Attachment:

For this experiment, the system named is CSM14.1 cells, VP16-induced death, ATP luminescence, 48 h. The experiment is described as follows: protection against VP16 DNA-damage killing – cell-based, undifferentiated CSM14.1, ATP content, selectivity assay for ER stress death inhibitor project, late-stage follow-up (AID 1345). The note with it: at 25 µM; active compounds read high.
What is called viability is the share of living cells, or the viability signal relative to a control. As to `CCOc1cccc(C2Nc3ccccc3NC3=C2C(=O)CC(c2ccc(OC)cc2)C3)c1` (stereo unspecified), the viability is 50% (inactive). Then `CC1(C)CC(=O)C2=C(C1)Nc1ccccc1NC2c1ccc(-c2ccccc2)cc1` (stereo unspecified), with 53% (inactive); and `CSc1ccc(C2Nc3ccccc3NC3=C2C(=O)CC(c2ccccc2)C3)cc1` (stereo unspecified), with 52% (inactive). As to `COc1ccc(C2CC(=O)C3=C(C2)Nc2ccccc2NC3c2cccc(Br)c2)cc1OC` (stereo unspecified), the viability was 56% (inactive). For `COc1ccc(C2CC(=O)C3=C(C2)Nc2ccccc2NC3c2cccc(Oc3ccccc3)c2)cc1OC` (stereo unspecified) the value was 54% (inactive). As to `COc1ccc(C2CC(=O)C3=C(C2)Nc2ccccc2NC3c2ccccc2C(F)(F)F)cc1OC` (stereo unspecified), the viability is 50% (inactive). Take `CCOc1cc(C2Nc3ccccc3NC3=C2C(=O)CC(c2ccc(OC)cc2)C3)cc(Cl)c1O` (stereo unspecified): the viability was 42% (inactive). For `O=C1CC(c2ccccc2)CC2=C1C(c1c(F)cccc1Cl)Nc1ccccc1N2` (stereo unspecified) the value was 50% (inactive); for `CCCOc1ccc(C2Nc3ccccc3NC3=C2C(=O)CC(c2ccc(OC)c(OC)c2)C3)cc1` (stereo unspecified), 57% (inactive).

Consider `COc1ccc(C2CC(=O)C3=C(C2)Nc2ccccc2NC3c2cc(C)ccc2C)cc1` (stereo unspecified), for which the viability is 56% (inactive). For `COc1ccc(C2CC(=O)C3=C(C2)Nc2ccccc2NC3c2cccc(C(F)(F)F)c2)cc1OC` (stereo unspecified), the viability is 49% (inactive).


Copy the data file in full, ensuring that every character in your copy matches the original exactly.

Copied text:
For this experiment, the system named is CSM14.1 cells, VP16-induced death, ATP luminescence, 48 h. The experiment is described as follows: protection against VP16 DNA-damage killing – cell-based, undifferentiated CSM14.1, ATP content, selectivity assay for ER stress death inhibitor project, late-stage follow-up (AID 1345). The note with it: at 25 µM; active compounds read high.
What is called viability is the share of living cells, or the viability signal relative to a control. As to `CCOc1cccc(C2Nc3ccccc3NC3=C2C(=O)CC(c2ccc(OC)cc2)C3)c1` (stereo unspecified), the viability is 50% (inactive). Then `CC1(C)CC(=O)C2=C(C1)Nc1ccccc1NC2c1ccc(-c2ccccc2)cc1` (stereo unspecified), with 53% (inactive); and `CSc1ccc(C2Nc3ccccc3NC3=C2C(=O)CC(c2ccccc2)C3)cc1` (stereo unspecified), with 52% (inactive). As to `COc1ccc(C2CC(=O)C3=C(C2)Nc2ccccc2NC3c2cccc(Br)c2)cc1OC` (stereo unspecified), the viability was 56% (inactive). For `COc1ccc(C2CC(=O)C3=C(C2)Nc2ccccc2NC3c2cccc(Oc3ccccc3)c2)cc1OC` (stereo unspecified) the value was 54% (inactive). As to `COc1ccc(C2CC(=O)C3=C(C2)Nc2ccccc2NC3c2ccccc2C(F)(F)F)cc1OC` (stereo unspecified), the viability is 50% (inactive). Take `CCOc1cc(C2Nc3ccccc3NC3=C2C(=O)CC(c2ccc(OC)cc2)C3)cc(Cl)c1O` (stereo unspecified): the viability was 42% (inactive). For `O=C1CC(c2ccccc2)CC2=C1C(c1c(F)cccc1Cl)Nc1ccccc1N2` (stereo unspecified) the value was 50% (inactive); for `CCCOc1ccc(C2Nc3ccccc3NC3=C2C(=O)CC(c2ccc(OC)c(OC)c2)C3)cc1` (stereo unspecified), 57% (inactive).

Consider `COc1ccc(C2CC(=O)C3=C(C2)Nc2ccccc2NC3c2cc(C)ccc2C)cc1` (stereo unspecified), for which the viability is 56% (inactive). For `COc1ccc(C2CC(=O)C3=C(C2)Nc2ccccc2NC3c2cccc(C(F)(F)F)c2)cc1OC` (stereo unspecified), the viability is 49% (inactive).